Physical environment modulates the behavioral responses induced by chemical stimulation of dorsal periaqueductal gray in mice

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Elsevier B.V.



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In order to investigate the relationship between behaviors elicited by chemical stimulation of the dorsal periaqueductal gray (dorsal PAG) and spontaneous defensive behaviors to a predator, the excitatory amino acid D,L-homocysteic acid (5 nmol in 0.1 mu l), was infused into the dorsal PAG and behavioral responses of mice were evaluated in two different situations, a rectangular novel chamber or the Mouse Defense Test Battery (MDTB) apparatus. During a 1-min period following drug infusion, more jumps were made in the chamber than in the MDTB runway but running time and distance traveled were significantly higher in the runway. Animals were subsequently tested using the standard MDTB procedure (anti-predator avoidance, chase and defensive threat/attack). No drug effects on these measures were significant. In a further test in the MDTB apparatus, the pathway of the mouse during peak locomotion response was blocked 3 times by the predator stimulus (anesthetized rat) to determine if the mouse would avoid contact. Ninety percent of D,L-homocysteic treated animals made direct contact with the stimulus (rat), indicating that D,L-homocysteic-induced running is not guided by relevant (here, threat) stimuli. These results indicate that running as opposed to jumping is the primary response in mice injected with D,L-homocysteic into the dorsal PAG when the environment enables flight. However, the lack of responsivity to the predator during peak locomotion suggests that D,L-homocysteic-stimulation into the dorsal PAG does not induce normal antipredator flight. (c) 2006 Published by Elsevier B.V.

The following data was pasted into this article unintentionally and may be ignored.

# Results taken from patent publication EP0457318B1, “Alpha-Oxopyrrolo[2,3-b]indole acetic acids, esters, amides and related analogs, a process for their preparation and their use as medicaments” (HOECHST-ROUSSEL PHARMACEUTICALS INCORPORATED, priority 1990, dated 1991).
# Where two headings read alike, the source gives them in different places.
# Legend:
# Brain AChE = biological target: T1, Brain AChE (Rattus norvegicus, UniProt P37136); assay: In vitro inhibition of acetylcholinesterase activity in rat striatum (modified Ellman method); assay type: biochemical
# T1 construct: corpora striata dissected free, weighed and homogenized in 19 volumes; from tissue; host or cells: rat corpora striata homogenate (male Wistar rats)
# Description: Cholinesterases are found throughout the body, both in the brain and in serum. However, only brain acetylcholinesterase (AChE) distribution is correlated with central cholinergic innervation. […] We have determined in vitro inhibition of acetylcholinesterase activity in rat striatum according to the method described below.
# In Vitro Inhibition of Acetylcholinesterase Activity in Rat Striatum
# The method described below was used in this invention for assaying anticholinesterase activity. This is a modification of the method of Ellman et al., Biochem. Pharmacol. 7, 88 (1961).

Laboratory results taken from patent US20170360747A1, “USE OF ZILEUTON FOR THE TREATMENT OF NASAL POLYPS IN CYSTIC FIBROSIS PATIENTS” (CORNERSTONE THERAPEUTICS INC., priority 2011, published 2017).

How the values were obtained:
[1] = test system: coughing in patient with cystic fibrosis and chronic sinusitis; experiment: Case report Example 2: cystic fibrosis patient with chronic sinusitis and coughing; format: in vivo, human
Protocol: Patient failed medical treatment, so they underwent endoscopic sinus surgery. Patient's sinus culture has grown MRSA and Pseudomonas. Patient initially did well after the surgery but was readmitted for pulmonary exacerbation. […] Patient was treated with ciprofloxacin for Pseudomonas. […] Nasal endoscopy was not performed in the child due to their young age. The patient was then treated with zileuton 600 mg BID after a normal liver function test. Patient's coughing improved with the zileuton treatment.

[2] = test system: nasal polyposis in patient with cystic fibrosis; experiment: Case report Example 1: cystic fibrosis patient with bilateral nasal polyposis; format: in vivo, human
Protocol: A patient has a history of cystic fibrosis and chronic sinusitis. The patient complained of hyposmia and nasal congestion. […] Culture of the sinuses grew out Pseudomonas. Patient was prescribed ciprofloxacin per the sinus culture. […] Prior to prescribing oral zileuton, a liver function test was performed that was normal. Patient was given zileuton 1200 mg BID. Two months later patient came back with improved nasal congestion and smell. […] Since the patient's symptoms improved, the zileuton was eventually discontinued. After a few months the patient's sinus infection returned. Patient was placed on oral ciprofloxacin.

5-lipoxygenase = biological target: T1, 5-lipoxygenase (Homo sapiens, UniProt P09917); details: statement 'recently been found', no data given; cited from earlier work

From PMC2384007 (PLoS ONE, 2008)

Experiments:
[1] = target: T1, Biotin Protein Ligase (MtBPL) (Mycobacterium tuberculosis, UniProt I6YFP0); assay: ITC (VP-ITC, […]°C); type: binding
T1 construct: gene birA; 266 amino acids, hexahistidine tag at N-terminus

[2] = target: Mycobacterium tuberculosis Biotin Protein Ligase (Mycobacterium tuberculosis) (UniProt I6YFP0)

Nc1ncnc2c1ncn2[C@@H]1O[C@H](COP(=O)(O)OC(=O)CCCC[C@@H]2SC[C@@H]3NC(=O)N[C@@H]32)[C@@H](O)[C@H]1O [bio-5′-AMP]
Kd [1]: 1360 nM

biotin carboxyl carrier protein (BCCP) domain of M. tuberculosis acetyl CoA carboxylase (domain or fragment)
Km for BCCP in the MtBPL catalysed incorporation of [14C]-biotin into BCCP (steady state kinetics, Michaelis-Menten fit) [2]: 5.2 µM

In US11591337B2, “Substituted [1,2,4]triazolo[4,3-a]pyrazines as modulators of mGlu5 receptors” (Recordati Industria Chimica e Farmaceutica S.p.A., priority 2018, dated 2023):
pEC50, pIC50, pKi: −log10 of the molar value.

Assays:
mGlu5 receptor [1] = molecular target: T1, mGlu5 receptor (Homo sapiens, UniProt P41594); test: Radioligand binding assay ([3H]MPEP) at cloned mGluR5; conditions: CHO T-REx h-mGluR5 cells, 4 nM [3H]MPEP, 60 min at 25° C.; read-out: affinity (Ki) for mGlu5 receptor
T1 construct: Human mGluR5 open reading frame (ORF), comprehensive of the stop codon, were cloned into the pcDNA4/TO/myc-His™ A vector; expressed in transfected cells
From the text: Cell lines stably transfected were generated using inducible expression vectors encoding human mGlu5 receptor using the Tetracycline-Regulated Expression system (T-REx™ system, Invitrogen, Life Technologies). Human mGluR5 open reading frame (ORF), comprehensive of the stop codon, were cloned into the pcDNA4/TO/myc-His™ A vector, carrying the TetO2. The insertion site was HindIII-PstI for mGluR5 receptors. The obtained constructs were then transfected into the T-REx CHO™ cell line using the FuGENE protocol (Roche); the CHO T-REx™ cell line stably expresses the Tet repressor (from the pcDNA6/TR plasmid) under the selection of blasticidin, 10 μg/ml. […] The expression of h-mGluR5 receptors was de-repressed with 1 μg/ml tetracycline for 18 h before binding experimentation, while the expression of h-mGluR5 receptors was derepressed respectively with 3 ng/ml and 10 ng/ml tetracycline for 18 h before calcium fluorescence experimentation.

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Pharmacology Biochemistry and Behavior. Oxford: Pergamon-Elsevier B.V., v. 85, n. 1, p. 140-147, 2006.

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